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Induction of tumor-specific CD4+ and CD8+ T-cell immunity in cervical cancer patients by a human papillomavirus type 16 E6 and E7 long peptides vaccine

Induction of tumor-specific CD4+ and CD8+ T-cell immunity in cervical cancer patients by a human papillomavirus type 16 E6 and E7 long peptides vaccine

Clinical Cancer Research 14(1): 178-187

The study aims to evaluate the effect of a human papillomavirus type 16 (HPV16) E6 and E7 synthetic long peptides vaccine on the antigen-specific T-cell response in cervical cancer patients. Patients with resected HPV16-positive cervical cancer were vaccinated with an overlapping set of long peptides comprising the sequences of the HPV16 E6 and E7 oncoproteins emulsified in Montanide ISA-51. HPV16-specific T-cell immune responses were analyzed by evaluating the magnitude, breadth, type, and polarization by proliferation assays, IFN gamma-ELISPOT, and cytokine production and phenotyped by the T-cell markers CD4, CD8, CD25, and Foxp3. Vaccine-induced T-cell responses against HPV16 E6 and E7 were detected in six of six and five of six patients, respectively. These responses were broad, involved both CD4(+) and CD8(+) T cells, and could be detected up to 12 months after the last vaccination. The vaccine-induced responses were dominated by effector type CD4(+)CD25(+)Foxp3(-) type 1 cytokine IFN gamma-producing T cells but also included the expansion of T cells with a CD4(+)CD25(+)Foxp3(+) phenotype. The HPV16 E6 and E7 synthetic long peptides vaccine is highly immunogenic, in that it increases the number and activity of HPV16-specific CD4(+) and CD8(+) T cells to a broad array of epitopes in all patients. The expansion of CD4(+) and CD8(+) tumor-specific T cells, both considered to be important in the antitumor response, indicates the immunotherapeutic potential of this vaccine. Notably, part of the vaccine-induced T cells display a CD4(+)CD25(+)Foxp3(+) phenotype that is frequently associated with regulatory T-cell function, suggesting that strategies to disarm this subset of T cells should be considered as components of immunotherapeutic modalities against HPV-induced cancers.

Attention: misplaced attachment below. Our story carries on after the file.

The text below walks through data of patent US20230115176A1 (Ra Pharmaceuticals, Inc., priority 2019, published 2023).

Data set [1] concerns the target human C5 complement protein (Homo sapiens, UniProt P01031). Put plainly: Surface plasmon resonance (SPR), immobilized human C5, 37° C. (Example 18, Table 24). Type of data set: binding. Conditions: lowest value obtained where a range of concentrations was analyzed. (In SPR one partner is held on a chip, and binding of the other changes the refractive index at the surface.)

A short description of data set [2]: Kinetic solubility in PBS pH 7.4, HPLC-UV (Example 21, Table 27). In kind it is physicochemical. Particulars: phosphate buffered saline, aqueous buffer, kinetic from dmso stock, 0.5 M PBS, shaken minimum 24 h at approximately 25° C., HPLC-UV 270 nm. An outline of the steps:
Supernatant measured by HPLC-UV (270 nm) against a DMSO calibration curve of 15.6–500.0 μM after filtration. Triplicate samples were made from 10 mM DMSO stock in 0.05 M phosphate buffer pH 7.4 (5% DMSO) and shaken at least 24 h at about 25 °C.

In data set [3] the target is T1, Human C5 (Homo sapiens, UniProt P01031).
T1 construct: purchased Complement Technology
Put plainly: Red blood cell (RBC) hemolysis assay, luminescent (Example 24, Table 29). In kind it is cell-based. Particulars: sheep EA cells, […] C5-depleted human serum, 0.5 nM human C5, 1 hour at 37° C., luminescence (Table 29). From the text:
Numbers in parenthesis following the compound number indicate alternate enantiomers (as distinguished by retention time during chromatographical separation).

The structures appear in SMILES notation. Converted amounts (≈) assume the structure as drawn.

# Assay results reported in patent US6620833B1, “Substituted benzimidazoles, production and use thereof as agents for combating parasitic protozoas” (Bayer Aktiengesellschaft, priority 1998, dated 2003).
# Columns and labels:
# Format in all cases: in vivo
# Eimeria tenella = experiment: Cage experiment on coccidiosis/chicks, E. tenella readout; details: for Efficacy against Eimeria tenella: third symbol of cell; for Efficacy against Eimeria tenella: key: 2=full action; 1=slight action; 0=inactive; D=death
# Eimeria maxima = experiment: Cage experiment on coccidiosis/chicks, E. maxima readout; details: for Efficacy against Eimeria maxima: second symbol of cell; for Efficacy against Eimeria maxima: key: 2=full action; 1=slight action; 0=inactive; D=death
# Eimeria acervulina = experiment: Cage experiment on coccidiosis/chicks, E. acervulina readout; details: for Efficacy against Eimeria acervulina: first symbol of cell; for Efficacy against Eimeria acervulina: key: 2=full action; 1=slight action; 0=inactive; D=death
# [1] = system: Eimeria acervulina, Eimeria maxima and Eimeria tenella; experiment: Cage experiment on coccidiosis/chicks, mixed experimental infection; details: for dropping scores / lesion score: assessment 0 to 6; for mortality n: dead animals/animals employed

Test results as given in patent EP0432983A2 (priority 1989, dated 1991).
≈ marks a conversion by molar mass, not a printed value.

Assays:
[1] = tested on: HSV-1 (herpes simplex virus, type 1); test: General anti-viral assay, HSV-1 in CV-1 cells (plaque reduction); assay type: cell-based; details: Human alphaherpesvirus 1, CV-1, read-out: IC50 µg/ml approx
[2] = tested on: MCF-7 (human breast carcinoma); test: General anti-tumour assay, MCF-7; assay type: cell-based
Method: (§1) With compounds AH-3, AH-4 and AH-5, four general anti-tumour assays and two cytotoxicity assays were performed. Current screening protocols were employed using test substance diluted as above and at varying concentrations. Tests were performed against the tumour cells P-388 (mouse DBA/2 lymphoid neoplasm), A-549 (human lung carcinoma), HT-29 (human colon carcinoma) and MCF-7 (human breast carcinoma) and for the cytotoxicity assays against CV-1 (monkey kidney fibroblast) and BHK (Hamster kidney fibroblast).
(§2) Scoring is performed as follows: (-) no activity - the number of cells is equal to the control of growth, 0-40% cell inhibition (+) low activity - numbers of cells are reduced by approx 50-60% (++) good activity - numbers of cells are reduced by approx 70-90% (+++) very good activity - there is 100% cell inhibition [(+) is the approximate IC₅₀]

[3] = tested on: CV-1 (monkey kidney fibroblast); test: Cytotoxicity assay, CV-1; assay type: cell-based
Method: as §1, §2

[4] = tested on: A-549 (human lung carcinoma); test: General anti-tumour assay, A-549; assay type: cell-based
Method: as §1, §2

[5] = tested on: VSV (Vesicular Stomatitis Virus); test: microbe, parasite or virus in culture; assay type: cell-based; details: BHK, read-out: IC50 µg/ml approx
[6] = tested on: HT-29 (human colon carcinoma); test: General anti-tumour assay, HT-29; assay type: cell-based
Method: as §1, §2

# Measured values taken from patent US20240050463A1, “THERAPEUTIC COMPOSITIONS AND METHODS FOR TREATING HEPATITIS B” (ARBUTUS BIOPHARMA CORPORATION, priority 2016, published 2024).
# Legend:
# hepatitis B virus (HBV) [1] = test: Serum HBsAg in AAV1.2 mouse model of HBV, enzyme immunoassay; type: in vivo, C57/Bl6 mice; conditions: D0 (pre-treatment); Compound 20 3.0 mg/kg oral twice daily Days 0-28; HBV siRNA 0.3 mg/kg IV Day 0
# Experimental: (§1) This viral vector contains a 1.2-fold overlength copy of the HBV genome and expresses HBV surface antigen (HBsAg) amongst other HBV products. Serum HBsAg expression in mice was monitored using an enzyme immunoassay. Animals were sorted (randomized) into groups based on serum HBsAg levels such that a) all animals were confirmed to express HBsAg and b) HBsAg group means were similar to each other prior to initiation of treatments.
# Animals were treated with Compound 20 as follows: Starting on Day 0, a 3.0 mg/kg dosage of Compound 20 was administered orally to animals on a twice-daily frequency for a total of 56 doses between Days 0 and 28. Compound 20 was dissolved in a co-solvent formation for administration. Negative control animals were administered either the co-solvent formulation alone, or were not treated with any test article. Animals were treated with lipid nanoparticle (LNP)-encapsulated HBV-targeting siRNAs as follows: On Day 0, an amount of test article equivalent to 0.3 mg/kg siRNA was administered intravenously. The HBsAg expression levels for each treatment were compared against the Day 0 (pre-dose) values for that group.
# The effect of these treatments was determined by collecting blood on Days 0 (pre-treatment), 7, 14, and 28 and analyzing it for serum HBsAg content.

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Accession: 053823207

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PMID: 18172269

DOI: 10.1158/1078-0432.ccr-07-1880

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